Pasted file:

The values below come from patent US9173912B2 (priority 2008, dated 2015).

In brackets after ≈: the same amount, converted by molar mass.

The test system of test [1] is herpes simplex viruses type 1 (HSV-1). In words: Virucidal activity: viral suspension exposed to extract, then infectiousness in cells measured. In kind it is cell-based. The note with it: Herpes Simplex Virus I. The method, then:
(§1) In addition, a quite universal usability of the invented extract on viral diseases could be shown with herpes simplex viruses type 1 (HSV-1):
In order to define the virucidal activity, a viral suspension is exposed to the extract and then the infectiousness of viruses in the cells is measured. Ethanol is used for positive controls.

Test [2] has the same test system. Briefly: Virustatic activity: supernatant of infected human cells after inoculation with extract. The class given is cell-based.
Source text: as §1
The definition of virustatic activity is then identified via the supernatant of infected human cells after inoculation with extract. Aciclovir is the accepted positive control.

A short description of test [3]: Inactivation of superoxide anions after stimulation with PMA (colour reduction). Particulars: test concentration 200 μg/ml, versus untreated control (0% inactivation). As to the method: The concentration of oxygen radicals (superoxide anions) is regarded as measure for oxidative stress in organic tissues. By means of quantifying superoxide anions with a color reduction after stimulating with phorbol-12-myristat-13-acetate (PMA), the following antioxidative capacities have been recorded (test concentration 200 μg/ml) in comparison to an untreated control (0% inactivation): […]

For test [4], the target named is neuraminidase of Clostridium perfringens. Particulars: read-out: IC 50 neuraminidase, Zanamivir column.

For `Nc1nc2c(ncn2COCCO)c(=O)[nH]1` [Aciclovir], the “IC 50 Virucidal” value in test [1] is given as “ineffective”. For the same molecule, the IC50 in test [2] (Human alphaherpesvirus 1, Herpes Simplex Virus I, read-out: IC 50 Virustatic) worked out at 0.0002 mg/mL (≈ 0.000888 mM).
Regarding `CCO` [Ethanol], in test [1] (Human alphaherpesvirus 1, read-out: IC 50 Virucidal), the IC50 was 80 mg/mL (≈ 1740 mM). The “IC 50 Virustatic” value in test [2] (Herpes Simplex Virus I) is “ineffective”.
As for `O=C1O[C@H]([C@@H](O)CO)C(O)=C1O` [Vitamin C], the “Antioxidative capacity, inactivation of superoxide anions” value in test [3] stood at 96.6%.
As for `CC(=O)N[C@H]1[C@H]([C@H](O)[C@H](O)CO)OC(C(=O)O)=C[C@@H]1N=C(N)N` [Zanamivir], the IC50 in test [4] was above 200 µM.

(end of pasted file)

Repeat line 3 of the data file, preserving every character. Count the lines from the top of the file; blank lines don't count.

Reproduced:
The test system of test [1] is herpes simplex viruses type 1 (HSV-1). In words: Virucidal activity: viral suspension exposed to extract, then infectiousness in cells measured. In kind it is cell-based. The note with it: Herpes Simplex Virus I. The method, then: